From ArchWiki

PuTTY is a port of the popular GUI SSH, Telnet, Rlogin and serial port connection client for Windows. It has support for advanced logging and termcap options, as well as a very configurable appearance and the ability to forward ports or create a SOCKS tunnel through an SSH destination. To start, simply run PuTTY, type the hostname of the host you would like to connect to and hit Open.


Install putty.


The settings can be modified through the tabs on the left; however, they will be reset if not saved. To save your settings, type a name into the box under Saved Sessions and click save. To load it again later, click the name of your save and click load. This allows you to persist your visual, termcap and connection settings between connections and also lets you keep one save per regularly used host. The save "Default Settings" is automatically loaded every time you start PuTTY, so save under that name with care.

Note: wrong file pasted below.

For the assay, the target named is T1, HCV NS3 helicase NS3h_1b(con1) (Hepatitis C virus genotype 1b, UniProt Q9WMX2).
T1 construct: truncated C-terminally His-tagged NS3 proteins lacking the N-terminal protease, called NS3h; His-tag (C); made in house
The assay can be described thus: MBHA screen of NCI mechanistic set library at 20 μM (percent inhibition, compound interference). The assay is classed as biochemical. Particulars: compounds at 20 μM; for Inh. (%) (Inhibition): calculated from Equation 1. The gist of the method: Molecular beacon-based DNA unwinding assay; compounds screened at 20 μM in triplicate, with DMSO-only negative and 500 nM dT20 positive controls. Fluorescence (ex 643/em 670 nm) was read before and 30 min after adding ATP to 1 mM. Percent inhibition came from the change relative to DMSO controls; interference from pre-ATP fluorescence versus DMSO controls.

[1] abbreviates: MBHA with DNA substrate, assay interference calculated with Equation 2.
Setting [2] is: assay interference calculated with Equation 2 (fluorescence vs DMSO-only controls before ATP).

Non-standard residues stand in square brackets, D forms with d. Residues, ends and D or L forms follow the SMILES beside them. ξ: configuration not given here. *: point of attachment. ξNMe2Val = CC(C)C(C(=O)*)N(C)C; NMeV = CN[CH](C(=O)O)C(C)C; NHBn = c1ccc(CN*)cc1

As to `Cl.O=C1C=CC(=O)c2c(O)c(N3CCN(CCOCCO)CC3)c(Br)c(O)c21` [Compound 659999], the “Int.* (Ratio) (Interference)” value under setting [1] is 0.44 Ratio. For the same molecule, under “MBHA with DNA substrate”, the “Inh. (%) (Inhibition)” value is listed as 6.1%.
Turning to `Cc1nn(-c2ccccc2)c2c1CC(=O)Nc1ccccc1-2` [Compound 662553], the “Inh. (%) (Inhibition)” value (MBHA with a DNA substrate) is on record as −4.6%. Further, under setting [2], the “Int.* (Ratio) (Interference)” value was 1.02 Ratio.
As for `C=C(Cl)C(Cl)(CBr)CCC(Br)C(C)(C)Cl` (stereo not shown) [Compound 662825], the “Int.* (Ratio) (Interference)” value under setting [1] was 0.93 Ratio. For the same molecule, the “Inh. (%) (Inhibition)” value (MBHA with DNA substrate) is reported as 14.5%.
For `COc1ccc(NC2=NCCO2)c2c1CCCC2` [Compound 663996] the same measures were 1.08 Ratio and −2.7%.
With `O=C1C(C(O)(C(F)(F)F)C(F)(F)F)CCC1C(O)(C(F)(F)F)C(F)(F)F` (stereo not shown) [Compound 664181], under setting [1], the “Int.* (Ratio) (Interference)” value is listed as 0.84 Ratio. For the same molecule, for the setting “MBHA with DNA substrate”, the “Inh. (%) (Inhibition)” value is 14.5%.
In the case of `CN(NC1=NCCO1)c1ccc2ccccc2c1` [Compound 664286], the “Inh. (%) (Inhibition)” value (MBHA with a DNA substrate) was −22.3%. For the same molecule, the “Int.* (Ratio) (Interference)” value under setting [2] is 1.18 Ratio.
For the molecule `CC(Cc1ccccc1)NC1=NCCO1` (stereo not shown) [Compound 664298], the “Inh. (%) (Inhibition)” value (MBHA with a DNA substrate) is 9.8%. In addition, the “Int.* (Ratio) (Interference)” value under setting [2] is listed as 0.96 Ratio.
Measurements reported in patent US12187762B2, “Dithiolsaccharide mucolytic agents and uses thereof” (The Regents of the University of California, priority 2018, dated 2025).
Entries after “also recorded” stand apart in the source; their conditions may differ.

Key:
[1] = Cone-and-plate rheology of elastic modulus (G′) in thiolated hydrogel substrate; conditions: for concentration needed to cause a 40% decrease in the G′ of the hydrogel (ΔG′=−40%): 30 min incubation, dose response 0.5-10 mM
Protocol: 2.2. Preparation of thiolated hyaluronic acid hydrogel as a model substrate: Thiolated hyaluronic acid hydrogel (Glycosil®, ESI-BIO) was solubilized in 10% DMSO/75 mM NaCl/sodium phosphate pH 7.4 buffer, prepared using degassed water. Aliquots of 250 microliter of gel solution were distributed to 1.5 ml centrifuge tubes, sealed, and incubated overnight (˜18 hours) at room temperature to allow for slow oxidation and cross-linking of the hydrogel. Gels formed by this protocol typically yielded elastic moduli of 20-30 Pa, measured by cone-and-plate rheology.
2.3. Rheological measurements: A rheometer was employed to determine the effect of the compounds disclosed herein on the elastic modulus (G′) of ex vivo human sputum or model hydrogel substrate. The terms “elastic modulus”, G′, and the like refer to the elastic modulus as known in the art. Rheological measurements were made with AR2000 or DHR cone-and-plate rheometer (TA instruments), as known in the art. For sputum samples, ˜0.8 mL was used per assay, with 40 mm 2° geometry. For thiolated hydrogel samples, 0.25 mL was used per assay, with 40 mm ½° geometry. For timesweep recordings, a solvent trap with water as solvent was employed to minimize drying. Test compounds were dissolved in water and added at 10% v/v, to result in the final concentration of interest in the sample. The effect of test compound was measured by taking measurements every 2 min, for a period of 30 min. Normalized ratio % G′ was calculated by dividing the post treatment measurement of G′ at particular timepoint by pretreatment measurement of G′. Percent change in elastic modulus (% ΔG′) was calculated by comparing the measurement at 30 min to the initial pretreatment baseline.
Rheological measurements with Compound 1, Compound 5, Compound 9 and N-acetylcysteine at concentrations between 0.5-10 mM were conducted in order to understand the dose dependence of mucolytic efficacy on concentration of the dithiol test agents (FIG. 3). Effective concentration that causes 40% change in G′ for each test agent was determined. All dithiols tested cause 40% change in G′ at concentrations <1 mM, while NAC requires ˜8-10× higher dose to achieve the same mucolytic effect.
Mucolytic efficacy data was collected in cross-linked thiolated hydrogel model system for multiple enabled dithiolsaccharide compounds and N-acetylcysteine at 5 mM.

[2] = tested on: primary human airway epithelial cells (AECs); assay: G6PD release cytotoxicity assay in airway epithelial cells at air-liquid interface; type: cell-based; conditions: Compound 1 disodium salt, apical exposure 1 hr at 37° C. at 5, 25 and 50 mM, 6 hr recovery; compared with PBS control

Importing keys

PuTTY uses its own format to store the private keys on the client side. To import a key that you had previously generated, you need to use the puttygen command.

$ puttygen keyfile -o output-keyfile.ppk

where keyfile is an existent private keyfile, and output-keyfile.ppk is the file that will receive the key.

If the keyfile is protected with a passphrase, you will be prompted to input it, but the key will still be protected afterwards in the output-keyfile.ppk.

After that, you can import it to make an SSH connection: Connection > SSH > Auth > Private key file for authentication and click on Browse... to add it.

256 color support

Settings > Connection > Data : Terminal-type string = putty-256color

To test color support, execute the following command[1]:

for code in {0..255}; do echo -e "\e[38;05;${code}m $code: Test"; done

See 256colours for details.